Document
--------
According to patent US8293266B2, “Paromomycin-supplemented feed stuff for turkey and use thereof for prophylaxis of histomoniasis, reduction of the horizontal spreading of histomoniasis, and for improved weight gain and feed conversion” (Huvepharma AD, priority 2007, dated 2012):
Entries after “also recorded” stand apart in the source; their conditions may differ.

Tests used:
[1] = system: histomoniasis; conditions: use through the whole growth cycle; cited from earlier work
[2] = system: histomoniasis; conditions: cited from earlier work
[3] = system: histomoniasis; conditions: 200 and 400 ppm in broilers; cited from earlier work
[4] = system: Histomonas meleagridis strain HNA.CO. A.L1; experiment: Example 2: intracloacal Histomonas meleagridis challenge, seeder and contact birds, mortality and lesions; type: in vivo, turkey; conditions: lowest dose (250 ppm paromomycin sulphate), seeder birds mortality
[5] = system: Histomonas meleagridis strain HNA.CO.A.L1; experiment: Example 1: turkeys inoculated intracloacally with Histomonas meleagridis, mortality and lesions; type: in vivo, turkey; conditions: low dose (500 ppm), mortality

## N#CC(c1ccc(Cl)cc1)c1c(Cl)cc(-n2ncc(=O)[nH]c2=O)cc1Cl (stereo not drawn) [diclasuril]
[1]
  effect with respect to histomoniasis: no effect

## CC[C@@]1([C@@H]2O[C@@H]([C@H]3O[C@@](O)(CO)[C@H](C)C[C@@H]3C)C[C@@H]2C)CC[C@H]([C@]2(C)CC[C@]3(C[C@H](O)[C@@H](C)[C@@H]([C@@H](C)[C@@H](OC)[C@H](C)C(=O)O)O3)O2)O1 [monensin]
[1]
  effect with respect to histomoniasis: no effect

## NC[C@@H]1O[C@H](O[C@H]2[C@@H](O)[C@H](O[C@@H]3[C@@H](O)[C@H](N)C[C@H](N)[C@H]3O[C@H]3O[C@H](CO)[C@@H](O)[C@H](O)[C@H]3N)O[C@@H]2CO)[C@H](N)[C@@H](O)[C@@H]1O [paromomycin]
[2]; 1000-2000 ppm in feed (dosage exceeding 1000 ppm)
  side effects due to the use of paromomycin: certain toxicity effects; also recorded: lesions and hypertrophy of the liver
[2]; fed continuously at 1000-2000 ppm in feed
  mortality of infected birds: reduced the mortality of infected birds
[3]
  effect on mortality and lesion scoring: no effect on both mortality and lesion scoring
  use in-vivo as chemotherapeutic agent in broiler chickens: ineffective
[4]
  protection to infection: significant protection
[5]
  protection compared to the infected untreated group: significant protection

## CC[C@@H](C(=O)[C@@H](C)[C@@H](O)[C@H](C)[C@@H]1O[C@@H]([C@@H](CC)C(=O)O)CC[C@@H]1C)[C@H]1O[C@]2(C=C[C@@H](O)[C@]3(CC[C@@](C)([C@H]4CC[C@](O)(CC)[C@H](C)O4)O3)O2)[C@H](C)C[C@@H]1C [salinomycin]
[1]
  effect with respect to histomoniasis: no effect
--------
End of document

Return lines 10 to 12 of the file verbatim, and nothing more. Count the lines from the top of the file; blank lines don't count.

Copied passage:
[1]
  effect with respect to histomoniasis: no effect

## CC[C@@]1([C@@H]2O[C@@H]([C@H]3O[C@@](O)(CO)[C@H](C)C[C@@H]3C)C[C@@H]2C)CC[C@H]([C@]2(C)CC[C@]3(C[C@H](O)[C@@H](C)[C@@H]([C@@H](C)[C@@H](OC)[C@H](C)C(=O)O)O3)O2)O1 [monensin]